JCJC SVSE 6 - JCJC - SVSE 6 - Génomique, génétique, bioinformatique et biologie systémique

Leaf respiration: from flux-modes to C1 metabolism. – FMC

Is respiration at the heart of plant growth ?

The aim of the project is to elucidate the relationships between leaf metabolic pathways, including interactions between respiration and nutrient assimilation (nitrogen, sulfur).

How does leaf metabolism reconcile contrasted imperatives ?

Plant leaves are the major site of carbon fixation by photosynthesis. However, photosynthesis is not the sole metabolic process operating in the light since photorespiration, respiration and nutrient (N, S) assimilation also occur. There are interactions between these phenomena with common molecules participating to the different metabolic pathways. For example, the exchange of one-carbon units (methyl, methylene, formyl), so called “C1 metabolism” is involved in both photorespiration and amino acid synthesis. Presently, the means by which leaf metabolism reconciles the whole picture and reach homeostasis (adjustment to physiological levels) are unknown. Elucidating these aspects is the very aim of the project.

The key aspect of techniques is to exploit methods providing information in vivo, with intact leaves and not reconstituted cellular systems – which generally have different metabolic properties. The project takes advantage of (i) particular gas exchange systems allowing instant sampling with liquid nitrogen, (ii) isotopic tracing, (iii) omics methods providing the whole picture for metabolites or proteins and (iv) specific NMR analyses (e.g. 33S).

To be completed when available.

To be completed when available.

To be completed when available.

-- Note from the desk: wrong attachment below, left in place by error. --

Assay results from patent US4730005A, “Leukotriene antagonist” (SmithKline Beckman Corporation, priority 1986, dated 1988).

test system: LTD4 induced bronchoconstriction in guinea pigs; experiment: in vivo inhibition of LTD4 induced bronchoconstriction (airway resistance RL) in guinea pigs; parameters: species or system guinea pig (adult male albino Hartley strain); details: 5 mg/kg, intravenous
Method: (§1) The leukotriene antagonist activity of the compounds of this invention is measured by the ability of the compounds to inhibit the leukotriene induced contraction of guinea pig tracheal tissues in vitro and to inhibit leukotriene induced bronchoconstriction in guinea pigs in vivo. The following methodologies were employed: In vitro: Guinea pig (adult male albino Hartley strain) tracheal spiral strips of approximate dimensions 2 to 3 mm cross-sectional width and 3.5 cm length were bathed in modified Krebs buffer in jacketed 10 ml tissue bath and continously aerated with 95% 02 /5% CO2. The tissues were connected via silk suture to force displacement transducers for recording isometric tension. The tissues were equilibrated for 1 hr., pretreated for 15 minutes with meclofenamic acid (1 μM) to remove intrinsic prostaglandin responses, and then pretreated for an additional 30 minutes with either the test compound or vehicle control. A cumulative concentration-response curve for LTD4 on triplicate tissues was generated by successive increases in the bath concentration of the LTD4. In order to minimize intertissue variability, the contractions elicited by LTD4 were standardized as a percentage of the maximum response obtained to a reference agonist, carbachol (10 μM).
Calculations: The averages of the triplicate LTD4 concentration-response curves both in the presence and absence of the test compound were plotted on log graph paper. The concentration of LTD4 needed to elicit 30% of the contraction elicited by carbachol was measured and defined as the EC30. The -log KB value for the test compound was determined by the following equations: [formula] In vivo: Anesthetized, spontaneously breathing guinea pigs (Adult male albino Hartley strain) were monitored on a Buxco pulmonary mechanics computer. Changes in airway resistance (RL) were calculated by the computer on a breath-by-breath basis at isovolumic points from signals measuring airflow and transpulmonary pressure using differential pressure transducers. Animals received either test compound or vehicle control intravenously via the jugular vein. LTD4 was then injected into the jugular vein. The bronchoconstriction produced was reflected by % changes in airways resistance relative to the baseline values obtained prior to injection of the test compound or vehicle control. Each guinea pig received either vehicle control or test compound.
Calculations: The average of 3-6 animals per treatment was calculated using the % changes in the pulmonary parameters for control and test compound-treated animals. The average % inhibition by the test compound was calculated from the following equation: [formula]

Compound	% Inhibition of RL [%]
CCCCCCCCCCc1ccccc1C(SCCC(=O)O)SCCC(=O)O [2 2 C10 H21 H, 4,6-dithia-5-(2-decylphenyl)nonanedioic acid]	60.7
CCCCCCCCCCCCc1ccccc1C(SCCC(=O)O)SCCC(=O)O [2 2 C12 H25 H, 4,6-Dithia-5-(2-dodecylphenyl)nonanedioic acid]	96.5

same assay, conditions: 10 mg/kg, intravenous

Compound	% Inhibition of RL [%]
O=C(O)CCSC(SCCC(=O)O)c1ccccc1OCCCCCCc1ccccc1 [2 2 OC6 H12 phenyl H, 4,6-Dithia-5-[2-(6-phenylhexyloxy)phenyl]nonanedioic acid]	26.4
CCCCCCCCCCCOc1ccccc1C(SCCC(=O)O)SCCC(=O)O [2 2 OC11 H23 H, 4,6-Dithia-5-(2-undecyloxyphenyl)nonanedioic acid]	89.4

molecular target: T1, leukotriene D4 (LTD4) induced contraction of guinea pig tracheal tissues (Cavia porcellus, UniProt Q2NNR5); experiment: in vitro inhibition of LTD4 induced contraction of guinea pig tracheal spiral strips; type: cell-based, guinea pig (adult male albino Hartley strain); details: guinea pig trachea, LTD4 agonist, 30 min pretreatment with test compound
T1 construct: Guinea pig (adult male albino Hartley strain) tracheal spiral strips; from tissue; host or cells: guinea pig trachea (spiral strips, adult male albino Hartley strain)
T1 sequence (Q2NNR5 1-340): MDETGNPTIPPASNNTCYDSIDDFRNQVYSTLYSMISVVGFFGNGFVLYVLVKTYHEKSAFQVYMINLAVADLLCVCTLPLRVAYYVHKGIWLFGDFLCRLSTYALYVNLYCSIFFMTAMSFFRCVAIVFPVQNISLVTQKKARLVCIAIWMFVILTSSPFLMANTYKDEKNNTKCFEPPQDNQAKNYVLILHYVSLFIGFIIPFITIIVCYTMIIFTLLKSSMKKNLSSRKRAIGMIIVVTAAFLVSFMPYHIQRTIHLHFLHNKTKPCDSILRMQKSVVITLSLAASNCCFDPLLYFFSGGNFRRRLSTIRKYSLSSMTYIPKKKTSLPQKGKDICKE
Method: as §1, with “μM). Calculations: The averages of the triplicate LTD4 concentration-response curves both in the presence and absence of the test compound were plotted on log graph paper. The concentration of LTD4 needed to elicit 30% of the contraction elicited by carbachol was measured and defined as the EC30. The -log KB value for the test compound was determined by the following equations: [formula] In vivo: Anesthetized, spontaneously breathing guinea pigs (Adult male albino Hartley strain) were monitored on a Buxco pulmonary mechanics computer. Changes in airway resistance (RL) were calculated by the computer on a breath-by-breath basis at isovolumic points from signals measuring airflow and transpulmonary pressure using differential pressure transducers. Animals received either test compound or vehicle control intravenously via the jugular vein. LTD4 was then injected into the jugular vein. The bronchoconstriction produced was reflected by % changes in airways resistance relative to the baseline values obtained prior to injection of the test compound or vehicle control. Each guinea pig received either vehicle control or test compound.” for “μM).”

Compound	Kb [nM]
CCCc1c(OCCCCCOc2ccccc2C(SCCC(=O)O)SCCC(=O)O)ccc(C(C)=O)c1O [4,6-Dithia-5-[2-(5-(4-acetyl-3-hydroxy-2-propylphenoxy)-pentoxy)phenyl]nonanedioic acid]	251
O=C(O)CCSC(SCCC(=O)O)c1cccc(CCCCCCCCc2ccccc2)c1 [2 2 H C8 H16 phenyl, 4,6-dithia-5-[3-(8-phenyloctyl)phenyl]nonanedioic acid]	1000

Elucidating the impact of respiration on plant and crop carbon balance is a persisting conundrum of physiology since respiration is both detrimental to plant biomass production (carbon loss in the form of CO2) and beneficial for nutrient assimilation (such as nitrogen) and growth. Furthermore, leaf respiration is at the heart of interactions between photosynthesis, photorespiration and mitochondrial metabolism and therefore, it is believed to be orchestrated by a complex regulation network, that may in turn be influenced by environmental changes (e.g. light/dark transition, atmospheric CO2 and temperature). Still, there are presently many enduring uncertainties about respiratory function in photosynthetic organs. So is the case of (i) possible robust relationships between ecophysiological leaf traits and respiration rate, (ii) fundamental fluxes that describe respiratory gas exchange, (iii) metabolic flux patterns associated with respiration and (iv) the effect of respiration on carbon and isotopic balance. In the present project, we intend to use post-genomic approaches (mainly, proteomics, fluxomics and isotopic facilities) to better understand metabolic commitments as well as respiratory responses to environmental conditions, from the cellular to the organ level. We propose to develop mostly in vivo and analytical methods to characterize leaf respiration, identify key regulators and appreciate the impact of respiration on other metabolisms like C1-metabolism. This project takes advantage of our expertise in isotopic methods adapted for plant biology. The ‘generalized fluxomic’ approach proposed in the project (i.e. carrying out extensive flux pattern studies) should provide a neat advance in understanding the metabolic orchestration of plant respiration.

Project coordinator

Monsieur Guillaume TCHERKEZ (Universite Paris-Sud/Institut de Biologie des Plantes) – guillaume.tcherkez@u-psud.fr

The author of this summary is the project coordinator, who is responsible for the content of this summary. The ANR declines any responsibility as for its contents.


UPS/IBP Universite Paris-Sud/Institut de Biologie des Plantes

Help of the ANR 214,968 euros
Beginning and duration of the scientific project: January 2013 - 36 Months

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